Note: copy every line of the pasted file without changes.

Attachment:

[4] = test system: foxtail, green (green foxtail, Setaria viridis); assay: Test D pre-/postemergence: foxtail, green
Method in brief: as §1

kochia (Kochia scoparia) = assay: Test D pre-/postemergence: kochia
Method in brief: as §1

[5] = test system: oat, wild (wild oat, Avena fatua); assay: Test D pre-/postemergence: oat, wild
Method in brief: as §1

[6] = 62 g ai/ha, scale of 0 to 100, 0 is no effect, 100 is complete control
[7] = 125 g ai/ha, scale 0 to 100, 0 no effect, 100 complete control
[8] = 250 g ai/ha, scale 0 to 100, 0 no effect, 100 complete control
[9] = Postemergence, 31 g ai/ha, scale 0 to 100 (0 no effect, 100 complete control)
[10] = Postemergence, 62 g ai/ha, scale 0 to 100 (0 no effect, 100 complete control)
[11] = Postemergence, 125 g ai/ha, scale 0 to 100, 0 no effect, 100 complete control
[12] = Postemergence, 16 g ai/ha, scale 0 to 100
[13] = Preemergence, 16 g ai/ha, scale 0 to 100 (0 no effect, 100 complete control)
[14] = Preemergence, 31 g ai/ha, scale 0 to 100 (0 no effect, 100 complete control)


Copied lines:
[4] = test system: foxtail, green (green foxtail, Setaria viridis); assay: Test D pre-/postemergence: foxtail, green
Method in brief: as §1

kochia (Kochia scoparia) = assay: Test D pre-/postemergence: kochia
Method in brief: as §1

[5] = test system: oat, wild (wild oat, Avena fatua); assay: Test D pre-/postemergence: oat, wild
Method in brief: as §1

[6] = 62 g ai/ha, scale of 0 to 100, 0 is no effect, 100 is complete control
[7] = 125 g ai/ha, scale 0 to 100, 0 no effect, 100 complete control
[8] = 250 g ai/ha, scale 0 to 100, 0 no effect, 100 complete control
[9] = Postemergence, 31 g ai/ha, scale 0 to 100 (0 no effect, 100 complete control)
[10] = Postemergence, 62 g ai/ha, scale 0 to 100 (0 no effect, 100 complete control)
[11] = Postemergence, 125 g ai/ha, scale 0 to 100, 0 no effect, 100 complete control
[12] = Postemergence, 16 g ai/ha, scale 0 to 100
[13] = Preemergence, 16 g ai/ha, scale 0 to 100 (0 no effect, 100 complete control)
[14] = Preemergence, 31 g ai/ha, scale 0 to 100 (0 no effect, 100 complete control)